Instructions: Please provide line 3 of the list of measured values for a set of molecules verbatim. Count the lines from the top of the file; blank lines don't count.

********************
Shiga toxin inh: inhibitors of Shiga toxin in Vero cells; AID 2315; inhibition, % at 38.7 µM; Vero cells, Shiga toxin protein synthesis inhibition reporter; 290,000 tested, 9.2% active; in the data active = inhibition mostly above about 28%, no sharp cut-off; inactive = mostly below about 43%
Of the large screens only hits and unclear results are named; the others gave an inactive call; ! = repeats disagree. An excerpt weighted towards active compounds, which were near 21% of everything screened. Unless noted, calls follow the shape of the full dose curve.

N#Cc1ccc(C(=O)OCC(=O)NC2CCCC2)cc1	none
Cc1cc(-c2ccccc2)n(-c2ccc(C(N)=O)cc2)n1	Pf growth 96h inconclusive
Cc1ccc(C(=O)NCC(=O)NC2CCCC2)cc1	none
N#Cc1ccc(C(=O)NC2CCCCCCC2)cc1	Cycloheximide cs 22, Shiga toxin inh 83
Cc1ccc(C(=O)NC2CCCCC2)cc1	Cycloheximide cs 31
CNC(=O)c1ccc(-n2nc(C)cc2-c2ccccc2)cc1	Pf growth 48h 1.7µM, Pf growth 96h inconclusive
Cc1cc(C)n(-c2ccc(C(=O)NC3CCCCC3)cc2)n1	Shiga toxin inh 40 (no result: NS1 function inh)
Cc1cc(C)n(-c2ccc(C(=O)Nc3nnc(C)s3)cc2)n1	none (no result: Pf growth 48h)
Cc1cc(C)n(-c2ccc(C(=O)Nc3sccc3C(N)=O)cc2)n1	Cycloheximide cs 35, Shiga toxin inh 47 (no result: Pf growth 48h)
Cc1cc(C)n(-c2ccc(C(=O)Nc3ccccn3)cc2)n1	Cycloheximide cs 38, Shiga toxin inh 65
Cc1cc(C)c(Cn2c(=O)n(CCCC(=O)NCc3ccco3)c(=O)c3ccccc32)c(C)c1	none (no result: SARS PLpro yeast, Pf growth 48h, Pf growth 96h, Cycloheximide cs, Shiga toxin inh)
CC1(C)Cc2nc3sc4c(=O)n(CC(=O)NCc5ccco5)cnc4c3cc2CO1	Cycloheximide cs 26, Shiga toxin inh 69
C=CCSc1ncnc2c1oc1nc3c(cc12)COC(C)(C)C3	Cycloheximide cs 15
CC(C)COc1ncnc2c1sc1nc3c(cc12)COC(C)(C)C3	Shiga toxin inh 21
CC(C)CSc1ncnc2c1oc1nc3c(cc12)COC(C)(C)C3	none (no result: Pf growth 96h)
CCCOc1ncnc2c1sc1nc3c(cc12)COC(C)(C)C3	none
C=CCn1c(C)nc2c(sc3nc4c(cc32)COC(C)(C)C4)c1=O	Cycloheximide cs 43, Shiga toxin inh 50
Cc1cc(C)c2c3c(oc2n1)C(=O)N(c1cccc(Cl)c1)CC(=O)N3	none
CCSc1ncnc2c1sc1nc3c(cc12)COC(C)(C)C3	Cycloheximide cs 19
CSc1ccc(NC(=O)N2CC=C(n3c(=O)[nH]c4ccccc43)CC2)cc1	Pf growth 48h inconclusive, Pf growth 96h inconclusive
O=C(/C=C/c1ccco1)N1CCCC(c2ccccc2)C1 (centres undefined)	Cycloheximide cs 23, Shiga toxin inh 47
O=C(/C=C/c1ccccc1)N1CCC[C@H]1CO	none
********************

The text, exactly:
N#Cc1ccc(C(=O)OCC(=O)NC2CCCC2)cc1	none